Does Car Insurance Lower If Your Car Is Paid OFF

Someone tells you that owning your car will lower your auto insurance premium or even get you cheap car insurance? Check below to know whether it is true.


Owning your car outright is a huge milestone as you can shake off the burden of monthly payment and you have the vehicle under your name. Paying off your car loan can bring several benefits and it also raises the question whether one’s auto insurance goes down if he or she owns the vehicle free-and-clear. Here we will explain to you why owning your car does not have much of a direct impact on yourauto insurance and what you should do to gain some benefits:

Why simply owning the car does not bring down the premium 

The bad news here is insurers do not calculate one’s premium based on whether he or she owns the vehicle; they use the following factors to determine one’s insurance rate:

Your driving record: This plays a vital role in deciding your quotes. If you have any violations or have filed an auto insurance claim, the chance of getting a low premium is rather slim. So slow down and do not drink before you drive to maintain a clean record. It will go a long way toward a cheap car insurance quote.

Types of vehicle: This factor is composed of the value of your car and the repairing or replacing expenses. It is common sense to assume that a cheap car means a cheap insurance premium, but the reality is more complicated than that. Your best bet is to check your car with a car insurance group checker. You just need to enter a few basic information and the machine will do the rest for you.

Your neighborhood: Expect to see your premium skyrockets if you live in a high-crime area. The logic here is your car is more likely to be stolen or damaged if you base yourself in such neighborhood.

Your annual mileage: The more you drive, the more chances of getting into accidents and your quote will, therefore, increase.

In conclusion, the only thing insurers care about is how likely your car to be stolen or damaged and how much it costs to restore or replace it. Paying off your car does not prove that you are a careful driver nor change the expenses in the event of a loss; therefore, it has little to do with your car insurance rate.

Why you may see your insurance goes down as you pay off your car

As explained above, owning a car does not lower your insurance quote. However, by the time you do, your premium is likely to drop. Here is why:

Depreciation

By the time you pay off your car, the premium may have decreased, making some people think that there is a correlation between car ownership and auto insurance. The truth is you own the car or not does not affect the rate.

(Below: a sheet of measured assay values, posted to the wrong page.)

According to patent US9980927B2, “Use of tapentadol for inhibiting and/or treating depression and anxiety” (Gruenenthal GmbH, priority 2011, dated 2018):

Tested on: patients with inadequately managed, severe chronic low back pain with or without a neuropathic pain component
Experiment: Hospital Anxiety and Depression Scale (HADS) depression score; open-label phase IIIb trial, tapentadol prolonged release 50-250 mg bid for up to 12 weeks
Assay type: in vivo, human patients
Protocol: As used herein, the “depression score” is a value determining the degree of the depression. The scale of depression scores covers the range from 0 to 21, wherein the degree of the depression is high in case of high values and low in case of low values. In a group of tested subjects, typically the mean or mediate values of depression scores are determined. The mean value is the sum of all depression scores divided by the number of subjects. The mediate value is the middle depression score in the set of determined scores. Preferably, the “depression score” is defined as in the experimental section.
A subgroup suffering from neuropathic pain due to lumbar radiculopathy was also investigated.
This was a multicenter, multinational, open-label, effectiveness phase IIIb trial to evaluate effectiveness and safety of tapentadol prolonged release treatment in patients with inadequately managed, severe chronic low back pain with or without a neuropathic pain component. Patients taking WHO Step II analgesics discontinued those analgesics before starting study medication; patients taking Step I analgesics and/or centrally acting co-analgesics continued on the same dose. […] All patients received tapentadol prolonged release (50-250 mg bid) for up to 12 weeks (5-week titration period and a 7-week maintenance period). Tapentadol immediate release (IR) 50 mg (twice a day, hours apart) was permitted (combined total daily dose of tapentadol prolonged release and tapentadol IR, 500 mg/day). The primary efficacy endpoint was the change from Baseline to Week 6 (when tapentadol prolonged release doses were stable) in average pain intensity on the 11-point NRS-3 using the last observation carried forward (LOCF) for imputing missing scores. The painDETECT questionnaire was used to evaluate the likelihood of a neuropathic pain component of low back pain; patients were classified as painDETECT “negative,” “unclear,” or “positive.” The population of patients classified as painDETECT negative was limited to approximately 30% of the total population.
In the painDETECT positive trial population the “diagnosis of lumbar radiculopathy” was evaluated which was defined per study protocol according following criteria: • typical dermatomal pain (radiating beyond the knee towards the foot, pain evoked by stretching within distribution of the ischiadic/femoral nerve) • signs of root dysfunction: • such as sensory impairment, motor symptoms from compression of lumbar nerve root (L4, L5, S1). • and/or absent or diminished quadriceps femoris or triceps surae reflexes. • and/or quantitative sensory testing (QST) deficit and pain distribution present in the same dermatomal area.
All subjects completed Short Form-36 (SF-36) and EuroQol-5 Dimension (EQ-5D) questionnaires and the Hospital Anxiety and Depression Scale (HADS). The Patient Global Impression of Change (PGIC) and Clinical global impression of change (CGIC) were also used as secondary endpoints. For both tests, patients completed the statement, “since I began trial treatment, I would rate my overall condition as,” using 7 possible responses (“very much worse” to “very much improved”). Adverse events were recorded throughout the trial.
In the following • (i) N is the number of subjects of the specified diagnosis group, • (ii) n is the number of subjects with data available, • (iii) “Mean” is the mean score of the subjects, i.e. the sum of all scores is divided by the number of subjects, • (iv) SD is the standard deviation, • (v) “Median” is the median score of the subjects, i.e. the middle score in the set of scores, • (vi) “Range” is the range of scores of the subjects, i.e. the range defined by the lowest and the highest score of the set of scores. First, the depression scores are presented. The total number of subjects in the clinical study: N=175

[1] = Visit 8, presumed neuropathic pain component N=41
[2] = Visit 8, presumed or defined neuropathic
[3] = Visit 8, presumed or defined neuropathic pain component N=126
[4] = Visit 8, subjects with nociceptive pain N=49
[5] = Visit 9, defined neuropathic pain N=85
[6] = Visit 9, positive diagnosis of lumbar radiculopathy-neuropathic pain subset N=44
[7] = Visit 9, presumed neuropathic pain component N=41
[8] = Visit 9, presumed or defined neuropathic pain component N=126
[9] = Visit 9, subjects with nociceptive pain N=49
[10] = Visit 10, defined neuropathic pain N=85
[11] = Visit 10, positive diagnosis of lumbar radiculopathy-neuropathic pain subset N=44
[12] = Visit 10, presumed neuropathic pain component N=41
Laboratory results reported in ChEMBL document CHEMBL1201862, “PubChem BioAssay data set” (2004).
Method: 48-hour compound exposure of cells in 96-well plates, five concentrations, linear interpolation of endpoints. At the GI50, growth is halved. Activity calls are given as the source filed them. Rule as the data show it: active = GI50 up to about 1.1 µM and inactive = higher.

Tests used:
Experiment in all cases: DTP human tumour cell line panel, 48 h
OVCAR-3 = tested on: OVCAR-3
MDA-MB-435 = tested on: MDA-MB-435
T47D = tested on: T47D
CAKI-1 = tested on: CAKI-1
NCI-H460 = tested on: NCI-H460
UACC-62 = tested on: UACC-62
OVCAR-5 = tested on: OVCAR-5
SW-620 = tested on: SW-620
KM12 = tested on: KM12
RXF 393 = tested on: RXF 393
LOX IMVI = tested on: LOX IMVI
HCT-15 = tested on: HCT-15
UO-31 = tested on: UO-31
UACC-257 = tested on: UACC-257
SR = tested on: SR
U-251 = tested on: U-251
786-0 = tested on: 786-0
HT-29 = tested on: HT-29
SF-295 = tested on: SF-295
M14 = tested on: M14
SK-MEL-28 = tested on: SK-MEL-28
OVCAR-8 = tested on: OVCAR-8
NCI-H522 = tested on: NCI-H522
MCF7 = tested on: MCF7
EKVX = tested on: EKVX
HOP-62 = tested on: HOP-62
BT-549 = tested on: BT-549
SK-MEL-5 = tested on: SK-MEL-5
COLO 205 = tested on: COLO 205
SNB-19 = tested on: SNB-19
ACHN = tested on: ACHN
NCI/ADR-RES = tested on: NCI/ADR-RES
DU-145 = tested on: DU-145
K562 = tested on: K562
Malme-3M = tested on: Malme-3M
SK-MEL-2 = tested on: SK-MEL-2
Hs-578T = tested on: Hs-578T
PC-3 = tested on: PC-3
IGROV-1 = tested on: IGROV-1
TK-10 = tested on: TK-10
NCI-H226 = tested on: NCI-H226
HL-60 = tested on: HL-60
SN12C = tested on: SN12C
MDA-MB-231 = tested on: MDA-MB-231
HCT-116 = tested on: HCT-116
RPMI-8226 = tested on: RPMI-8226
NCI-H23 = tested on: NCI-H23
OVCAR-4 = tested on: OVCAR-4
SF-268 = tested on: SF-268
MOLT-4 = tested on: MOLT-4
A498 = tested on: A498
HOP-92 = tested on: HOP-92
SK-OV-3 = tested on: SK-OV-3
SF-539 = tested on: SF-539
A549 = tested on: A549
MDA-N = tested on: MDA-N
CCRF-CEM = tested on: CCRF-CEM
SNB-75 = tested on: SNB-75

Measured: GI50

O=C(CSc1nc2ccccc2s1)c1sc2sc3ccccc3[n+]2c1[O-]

The value of your car tends to drop significantly after the first few years in use. Insurers will charge you less if the vehicle is worth less because they do not have to pay you much to compensate you for the car; therefore, lower your premium.

Years of experience

Your age has little effect on how good you are as a driver but your experience does. As you spend more time driving, your capacity to handle unexpected situations on the road tends to be enhanced, so you are less likely get yourself into road traffic accidents than people who are newbies.

What you can do

Now you own your car, you will have more coverage options to consider. Look at things like collision or comprehensive coverage. While your bank still owns the vehicle, they do not want to take any chance on it when you have not yet paid it off, so they will require these coverages. Now you have had full control and ownership of the car, it is up to you to decrease or even drop them. Think about what you can handle by yourself in anemergency. If the risk is worth it, feel free to leave the extras out and your premium will be lower by a significant amount.

However, think about the following things before you decide whether to contact your insurer and drop the two coverages:
  • Figure out how much you pay for each coverage: You should have this information before deciding what your deductibles are. 
  • What you would give up: If you decide to drop them, you would be on your own if you get into an accident that is your fault. Even if you are not the one who causes the unfortunate incident, you still at risk of taking theloss. What if the at-fault party does not pay you enough to repair your vehicle? What if he or she hits more than one car? 
  • Find out how much of a loss you could handle yourself without falling into financial difficulty: Come up with a number and compare it with the cost of the coverage. Could you pay that sum of money to repair or replace your car out of your pocket?
  • Think about your state of mind: Can you sleep tight at night knowing that you would have to pay for the loss yourself? 
  • Remove your lienholder: it is a good idea to let your insurer know about the loan paid off. It is not like your compensation would go to your bank if you do not but it will take insurer some time to find out who they should pay for. 

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